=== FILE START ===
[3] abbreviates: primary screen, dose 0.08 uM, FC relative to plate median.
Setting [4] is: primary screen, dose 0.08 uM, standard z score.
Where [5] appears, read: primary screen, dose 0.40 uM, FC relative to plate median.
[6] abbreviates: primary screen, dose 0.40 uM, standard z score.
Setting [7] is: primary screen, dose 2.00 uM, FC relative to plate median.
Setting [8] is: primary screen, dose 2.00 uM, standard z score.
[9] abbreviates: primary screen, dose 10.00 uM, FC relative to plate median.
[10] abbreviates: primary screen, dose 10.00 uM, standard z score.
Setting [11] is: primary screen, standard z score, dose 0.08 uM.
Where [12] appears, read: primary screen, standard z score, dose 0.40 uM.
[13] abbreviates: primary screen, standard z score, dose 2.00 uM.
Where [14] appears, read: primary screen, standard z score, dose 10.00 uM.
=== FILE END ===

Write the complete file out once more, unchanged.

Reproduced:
[3] abbreviates: primary screen, dose 0.08 uM, FC relative to plate median.
Setting [4] is: primary screen, dose 0.08 uM, standard z score.
Where [5] appears, read: primary screen, dose 0.40 uM, FC relative to plate median.
[6] abbreviates: primary screen, dose 0.40 uM, standard z score.
Setting [7] is: primary screen, dose 2.00 uM, FC relative to plate median.
Setting [8] is: primary screen, dose 2.00 uM, standard z score.
[9] abbreviates: primary screen, dose 10.00 uM, FC relative to plate median.
[10] abbreviates: primary screen, dose 10.00 uM, standard z score.
Setting [11] is: primary screen, standard z score, dose 0.08 uM.
Where [12] appears, read: primary screen, standard z score, dose 0.40 uM.
[13] abbreviates: primary screen, standard z score, dose 2.00 uM.
Where [14] appears, read: primary screen, standard z score, dose 10.00 uM.